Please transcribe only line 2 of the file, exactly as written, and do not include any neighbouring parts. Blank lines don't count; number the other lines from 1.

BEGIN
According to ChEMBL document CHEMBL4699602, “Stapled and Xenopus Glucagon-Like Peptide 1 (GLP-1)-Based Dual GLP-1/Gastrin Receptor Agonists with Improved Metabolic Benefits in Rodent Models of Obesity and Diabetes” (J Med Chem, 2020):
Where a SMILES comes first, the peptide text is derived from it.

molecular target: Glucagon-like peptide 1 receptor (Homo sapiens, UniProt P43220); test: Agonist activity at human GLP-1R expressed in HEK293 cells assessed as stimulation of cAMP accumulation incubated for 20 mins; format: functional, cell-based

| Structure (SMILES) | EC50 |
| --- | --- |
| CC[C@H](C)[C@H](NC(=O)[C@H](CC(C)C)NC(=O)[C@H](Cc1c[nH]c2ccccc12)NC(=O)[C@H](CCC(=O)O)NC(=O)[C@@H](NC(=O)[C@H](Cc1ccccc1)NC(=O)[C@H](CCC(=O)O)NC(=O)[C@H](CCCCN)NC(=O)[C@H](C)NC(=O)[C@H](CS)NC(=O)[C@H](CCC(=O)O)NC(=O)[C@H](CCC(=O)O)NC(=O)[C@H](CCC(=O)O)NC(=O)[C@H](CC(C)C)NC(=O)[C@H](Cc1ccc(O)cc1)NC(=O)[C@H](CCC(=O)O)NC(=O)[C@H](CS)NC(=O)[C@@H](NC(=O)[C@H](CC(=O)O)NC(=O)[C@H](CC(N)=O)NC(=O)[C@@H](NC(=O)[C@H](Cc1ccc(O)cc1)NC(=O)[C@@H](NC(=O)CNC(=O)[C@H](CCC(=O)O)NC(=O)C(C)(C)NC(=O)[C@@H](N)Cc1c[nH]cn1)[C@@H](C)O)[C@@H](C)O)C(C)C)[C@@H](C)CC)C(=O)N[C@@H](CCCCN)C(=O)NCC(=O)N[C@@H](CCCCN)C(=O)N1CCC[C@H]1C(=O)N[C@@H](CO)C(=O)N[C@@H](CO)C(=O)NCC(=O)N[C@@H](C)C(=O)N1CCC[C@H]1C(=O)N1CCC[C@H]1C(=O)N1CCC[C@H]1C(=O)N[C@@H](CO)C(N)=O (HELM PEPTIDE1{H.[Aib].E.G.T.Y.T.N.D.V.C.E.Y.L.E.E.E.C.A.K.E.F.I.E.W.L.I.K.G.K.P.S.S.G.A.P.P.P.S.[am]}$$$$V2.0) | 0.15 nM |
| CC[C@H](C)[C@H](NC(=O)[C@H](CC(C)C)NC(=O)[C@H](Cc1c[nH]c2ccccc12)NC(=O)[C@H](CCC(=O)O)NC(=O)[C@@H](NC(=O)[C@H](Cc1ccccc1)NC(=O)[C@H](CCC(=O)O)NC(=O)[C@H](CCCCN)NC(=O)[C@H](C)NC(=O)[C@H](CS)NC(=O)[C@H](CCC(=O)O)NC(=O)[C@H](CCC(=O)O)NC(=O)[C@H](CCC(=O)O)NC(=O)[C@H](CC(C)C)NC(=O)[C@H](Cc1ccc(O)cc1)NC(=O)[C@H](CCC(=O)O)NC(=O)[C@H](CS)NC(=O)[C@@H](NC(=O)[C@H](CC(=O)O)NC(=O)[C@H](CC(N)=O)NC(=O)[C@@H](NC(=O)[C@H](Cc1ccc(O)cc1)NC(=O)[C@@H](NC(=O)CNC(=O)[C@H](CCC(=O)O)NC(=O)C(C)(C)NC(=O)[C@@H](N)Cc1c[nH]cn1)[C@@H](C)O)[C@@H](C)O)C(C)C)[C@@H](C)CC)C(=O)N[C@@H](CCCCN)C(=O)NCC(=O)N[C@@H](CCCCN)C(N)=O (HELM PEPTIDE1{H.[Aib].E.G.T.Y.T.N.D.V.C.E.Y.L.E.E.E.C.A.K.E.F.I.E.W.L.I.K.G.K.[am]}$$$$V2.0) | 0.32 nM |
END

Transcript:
Where a SMILES comes first, the peptide text is derived from it.